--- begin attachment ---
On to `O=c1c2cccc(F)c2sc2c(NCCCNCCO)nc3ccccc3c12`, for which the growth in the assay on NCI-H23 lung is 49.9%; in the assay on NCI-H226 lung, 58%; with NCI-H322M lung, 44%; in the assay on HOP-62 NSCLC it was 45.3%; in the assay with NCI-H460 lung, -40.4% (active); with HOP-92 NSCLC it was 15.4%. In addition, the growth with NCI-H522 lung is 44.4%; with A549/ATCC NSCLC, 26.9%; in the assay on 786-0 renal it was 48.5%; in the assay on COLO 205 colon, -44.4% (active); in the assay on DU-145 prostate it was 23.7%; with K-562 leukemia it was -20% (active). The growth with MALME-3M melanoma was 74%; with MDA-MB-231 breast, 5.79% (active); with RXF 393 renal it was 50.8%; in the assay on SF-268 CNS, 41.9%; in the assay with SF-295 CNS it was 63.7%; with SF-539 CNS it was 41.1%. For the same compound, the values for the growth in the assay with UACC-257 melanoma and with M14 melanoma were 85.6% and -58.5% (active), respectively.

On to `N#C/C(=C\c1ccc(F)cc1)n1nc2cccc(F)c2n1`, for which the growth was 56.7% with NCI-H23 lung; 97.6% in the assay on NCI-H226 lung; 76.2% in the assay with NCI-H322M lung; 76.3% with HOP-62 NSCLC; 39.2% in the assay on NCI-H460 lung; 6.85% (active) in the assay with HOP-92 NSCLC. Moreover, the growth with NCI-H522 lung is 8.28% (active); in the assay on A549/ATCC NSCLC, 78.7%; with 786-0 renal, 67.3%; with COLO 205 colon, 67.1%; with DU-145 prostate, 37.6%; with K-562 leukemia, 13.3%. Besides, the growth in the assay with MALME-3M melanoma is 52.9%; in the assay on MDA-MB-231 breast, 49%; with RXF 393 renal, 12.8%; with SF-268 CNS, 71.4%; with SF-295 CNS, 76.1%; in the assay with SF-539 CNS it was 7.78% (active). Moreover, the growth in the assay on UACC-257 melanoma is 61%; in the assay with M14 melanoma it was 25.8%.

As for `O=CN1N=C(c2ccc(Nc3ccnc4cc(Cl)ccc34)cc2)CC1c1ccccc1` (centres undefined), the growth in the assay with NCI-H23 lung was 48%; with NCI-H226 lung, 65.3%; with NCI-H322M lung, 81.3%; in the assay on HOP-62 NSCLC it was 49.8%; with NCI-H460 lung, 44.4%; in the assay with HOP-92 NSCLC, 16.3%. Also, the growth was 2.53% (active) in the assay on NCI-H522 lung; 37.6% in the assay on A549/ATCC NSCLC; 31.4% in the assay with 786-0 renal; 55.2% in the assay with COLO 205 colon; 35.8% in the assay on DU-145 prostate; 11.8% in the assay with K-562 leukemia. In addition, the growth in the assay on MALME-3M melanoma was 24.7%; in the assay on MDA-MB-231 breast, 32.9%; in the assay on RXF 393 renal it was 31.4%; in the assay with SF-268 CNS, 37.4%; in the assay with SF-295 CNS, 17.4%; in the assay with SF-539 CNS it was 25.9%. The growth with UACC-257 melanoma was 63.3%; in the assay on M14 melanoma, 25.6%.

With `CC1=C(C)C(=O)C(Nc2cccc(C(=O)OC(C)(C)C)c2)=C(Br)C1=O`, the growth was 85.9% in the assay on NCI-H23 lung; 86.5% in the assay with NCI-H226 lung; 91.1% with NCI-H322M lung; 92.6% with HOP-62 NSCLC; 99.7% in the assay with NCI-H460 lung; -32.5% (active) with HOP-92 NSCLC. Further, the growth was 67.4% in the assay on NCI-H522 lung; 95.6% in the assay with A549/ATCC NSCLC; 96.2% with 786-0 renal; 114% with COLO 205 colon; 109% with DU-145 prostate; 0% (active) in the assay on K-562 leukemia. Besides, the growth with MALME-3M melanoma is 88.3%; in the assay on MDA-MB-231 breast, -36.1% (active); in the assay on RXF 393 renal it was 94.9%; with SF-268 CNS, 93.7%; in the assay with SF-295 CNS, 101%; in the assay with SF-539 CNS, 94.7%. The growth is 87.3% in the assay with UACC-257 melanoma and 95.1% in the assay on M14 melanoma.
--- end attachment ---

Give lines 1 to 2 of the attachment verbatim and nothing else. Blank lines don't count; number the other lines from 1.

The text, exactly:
On to `O=c1c2cccc(F)c2sc2c(NCCCNCCO)nc3ccccc3c12`, for which the growth in the assay on NCI-H23 lung is 49.9%; in the assay on NCI-H226 lung, 58%; with NCI-H322M lung, 44%; in the assay on HOP-62 NSCLC it was 45.3%; in the assay with NCI-H460 lung, -40.4% (active); with HOP-92 NSCLC it was 15.4%. In addition, the growth with NCI-H522 lung is 44.4%; with A549/ATCC NSCLC, 26.9%; in the assay on 786-0 renal it was 48.5%; in the assay on COLO 205 colon, -44.4% (active); in the assay on DU-145 prostate it was 23.7%; with K-562 leukemia it was -20% (active). The growth with MALME-3M melanoma was 74%; with MDA-MB-231 breast, 5.79% (active); with RXF 393 renal it was 50.8%; in the assay on SF-268 CNS, 41.9%; in the assay with SF-295 CNS it was 63.7%; with SF-539 CNS it was 41.1%. For the same compound, the values for the growth in the assay with UACC-257 melanoma and with M14 melanoma were 85.6% and -58.5% (active), respectively.

On to `N#C/C(=C\c1ccc(F)cc1)n1nc2cccc(F)c2n1`, for which the growth was 56.7% with NCI-H23 lung; 97.6% in the assay on NCI-H226 lung; 76.2% in the assay with NCI-H322M lung; 76.3% with HOP-62 NSCLC; 39.2% in the assay on NCI-H460 lung; 6.85% (active) in the assay with HOP-92 NSCLC. Moreover, the growth with NCI-H522 lung is 8.28% (active); in the assay on A549/ATCC NSCLC, 78.7%; with 786-0 renal, 67.3%; with COLO 205 colon, 67.1%; with DU-145 prostate, 37.6%; with K-562 leukemia, 13.3%. Besides, the growth in the assay with MALME-3M melanoma is 52.9%; in the assay on MDA-MB-231 breast, 49%; with RXF 393 renal, 12.8%; with SF-268 CNS, 71.4%; with SF-295 CNS, 76.1%; in the assay with SF-539 CNS it was 7.78% (active). Moreover, the growth in the assay on UACC-257 melanoma is 61%; in the assay with M14 melanoma it was 25.8%.